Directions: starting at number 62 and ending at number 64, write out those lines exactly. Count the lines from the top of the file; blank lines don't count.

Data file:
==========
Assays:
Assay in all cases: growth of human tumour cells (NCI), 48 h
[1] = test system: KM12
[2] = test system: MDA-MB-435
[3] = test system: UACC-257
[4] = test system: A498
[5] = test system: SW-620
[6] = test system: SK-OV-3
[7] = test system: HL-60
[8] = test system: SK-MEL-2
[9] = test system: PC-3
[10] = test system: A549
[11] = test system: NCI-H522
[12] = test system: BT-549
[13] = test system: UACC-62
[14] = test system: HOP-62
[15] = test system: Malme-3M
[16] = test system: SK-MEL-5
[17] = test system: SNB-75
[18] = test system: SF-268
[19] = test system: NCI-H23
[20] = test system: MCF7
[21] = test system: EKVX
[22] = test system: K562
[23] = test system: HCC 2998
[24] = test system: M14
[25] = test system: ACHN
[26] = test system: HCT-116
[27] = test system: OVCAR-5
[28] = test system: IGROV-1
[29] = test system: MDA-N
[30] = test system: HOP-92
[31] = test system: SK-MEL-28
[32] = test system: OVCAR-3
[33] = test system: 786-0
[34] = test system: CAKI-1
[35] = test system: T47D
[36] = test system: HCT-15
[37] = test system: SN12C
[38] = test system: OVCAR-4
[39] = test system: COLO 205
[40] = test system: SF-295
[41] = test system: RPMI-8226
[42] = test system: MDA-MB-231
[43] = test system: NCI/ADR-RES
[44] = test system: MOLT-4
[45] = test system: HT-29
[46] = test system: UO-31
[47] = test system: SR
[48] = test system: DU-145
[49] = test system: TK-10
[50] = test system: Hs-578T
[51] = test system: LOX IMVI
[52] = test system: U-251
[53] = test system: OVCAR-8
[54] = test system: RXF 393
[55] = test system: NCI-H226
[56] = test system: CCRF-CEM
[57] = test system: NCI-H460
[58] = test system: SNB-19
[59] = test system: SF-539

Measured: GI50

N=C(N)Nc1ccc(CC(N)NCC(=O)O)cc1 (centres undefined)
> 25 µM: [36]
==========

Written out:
Measured: GI50

N=C(N)Nc1ccc(CC(N)NCC(=O)O)cc1 (centres undefined)
> 25 µM: [36]